The New York Times has been running a series of articles discussing how older Americans have been able to keep relatively healthy, even at age 100.
From a financial point of view, a healthy lifestyle can yield huge benefits, since medical expenses tend to be one of the major drains on savings as we get older. Put another way, being in good physical condition is one of the smarter investment decisions anyone can make.
My wife Christina (a.ka. Mrs. Random Glenings) has always been a walker, which has meant that she is in good shape. As it turns out, Chris is following the advice of many doctors, who suggest that even the most simple exercises like walking 30 minutes a day can make a difference.
Here's a excerpt from the article:
The good news is that the age of immobility can be modified. As life expectancy rises and more people live to celebrate their 100th birthday, postponing the time when physical independence can no longer be maintained is a goal worth striving for.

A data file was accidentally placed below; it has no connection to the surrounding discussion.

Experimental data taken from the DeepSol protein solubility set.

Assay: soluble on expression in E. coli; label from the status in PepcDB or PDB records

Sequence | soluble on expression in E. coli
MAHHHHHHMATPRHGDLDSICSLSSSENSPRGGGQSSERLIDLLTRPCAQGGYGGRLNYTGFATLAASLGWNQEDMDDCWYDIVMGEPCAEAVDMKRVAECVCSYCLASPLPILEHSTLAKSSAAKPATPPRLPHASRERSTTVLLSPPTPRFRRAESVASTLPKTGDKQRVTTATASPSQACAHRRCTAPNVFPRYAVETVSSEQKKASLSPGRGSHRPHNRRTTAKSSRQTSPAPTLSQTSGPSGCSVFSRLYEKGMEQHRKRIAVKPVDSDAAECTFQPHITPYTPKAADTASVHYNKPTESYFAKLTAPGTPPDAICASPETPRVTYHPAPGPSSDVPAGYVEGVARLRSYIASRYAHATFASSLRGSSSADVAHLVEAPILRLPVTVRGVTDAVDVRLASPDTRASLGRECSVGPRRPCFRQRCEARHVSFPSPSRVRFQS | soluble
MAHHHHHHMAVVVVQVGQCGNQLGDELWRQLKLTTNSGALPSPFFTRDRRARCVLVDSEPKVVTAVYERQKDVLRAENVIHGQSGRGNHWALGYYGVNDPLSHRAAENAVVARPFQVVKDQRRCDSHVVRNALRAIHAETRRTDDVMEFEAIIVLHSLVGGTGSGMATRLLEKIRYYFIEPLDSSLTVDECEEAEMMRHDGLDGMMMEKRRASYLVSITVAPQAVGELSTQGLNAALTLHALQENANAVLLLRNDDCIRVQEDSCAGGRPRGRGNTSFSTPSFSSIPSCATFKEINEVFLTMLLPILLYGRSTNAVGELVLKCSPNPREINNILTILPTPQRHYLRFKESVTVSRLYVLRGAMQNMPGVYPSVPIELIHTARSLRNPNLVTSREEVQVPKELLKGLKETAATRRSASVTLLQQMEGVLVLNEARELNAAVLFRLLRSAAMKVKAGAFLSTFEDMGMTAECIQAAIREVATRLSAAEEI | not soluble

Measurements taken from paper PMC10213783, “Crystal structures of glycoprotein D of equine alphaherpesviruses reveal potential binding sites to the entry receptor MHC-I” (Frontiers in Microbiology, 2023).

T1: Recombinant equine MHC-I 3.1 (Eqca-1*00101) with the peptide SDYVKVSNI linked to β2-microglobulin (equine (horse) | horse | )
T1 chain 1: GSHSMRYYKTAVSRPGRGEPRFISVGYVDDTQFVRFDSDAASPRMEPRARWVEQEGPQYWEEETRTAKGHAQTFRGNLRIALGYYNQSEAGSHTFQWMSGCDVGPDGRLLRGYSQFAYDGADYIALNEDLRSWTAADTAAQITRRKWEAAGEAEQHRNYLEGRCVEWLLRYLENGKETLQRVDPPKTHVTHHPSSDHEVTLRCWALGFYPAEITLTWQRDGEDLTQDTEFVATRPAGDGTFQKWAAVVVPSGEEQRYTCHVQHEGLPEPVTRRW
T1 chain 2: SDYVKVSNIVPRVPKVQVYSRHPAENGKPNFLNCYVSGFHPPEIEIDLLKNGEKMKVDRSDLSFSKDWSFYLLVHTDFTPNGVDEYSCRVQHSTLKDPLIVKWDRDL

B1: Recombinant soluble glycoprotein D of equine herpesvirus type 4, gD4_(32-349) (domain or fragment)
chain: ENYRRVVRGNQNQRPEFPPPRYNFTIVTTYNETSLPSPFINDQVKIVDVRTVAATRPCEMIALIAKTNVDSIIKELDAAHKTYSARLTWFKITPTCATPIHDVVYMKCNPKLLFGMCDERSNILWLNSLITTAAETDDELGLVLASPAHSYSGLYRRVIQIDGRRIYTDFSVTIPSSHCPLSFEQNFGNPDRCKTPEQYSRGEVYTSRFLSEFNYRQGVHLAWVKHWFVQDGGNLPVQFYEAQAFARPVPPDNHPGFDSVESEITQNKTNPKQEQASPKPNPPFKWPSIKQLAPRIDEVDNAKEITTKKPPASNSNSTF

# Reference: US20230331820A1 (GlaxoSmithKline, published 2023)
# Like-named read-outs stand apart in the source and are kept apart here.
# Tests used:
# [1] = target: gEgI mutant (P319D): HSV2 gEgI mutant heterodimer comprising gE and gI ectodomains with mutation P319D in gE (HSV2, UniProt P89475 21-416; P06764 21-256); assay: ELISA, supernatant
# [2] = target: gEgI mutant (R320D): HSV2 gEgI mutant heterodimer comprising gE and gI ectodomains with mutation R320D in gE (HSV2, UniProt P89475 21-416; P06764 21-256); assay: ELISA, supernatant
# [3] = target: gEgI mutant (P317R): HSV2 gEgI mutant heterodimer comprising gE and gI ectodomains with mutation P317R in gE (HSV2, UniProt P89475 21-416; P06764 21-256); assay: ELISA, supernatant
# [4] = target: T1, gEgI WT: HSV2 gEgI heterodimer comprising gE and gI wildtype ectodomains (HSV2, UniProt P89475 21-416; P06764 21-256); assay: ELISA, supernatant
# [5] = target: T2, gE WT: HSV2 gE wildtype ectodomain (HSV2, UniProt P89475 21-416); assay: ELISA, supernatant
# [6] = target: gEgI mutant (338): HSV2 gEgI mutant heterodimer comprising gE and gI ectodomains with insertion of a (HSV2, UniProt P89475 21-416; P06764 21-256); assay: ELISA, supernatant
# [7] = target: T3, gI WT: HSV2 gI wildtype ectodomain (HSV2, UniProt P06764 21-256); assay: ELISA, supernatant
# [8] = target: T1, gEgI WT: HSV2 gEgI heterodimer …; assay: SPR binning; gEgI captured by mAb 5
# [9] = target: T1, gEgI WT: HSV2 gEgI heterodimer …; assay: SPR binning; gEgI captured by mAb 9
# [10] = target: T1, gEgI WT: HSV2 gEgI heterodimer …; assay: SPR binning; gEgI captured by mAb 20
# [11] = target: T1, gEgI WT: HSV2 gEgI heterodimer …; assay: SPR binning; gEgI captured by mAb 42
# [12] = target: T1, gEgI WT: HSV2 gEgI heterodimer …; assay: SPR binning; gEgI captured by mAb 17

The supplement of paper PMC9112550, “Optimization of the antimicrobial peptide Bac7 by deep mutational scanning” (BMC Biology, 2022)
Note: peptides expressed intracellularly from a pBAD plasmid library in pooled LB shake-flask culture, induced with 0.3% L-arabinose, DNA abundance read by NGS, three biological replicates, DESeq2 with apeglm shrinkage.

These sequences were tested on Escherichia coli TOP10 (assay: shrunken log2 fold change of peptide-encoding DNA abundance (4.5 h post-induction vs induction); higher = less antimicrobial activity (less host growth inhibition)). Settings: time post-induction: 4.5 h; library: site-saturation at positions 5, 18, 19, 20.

Gerontologists have shown that the rate of decline “can be tweaked to your advantage by a variety of interventions, and it often doesn’t matter whether you’re 50 or 90 when you start tweaking,” Dr. Lachs said. “You just need to get started. The embers of disability begin smoldering long before you’re handed a walker.”
Lifestyle choices made in midlife can have a major impact on your functional ability late in life, he emphasized. If you begin a daily walking program at age 45, he said, you could delay immobility to 90 and beyond. If you become a couch potato at 45 and remain so, immobility can encroach as early as 60.
“It’s not like we’re prescribing chemotherapy — it’s walking,” Dr. Lachs said. “Even the smallest interventions can produce substantial benefits” and “significantly delay your date with disability.”
“It’s never too late for a course correction,” he said.
Being Healthy at 100 Takes Some Homework — Jane E. Brody - NYTimes.com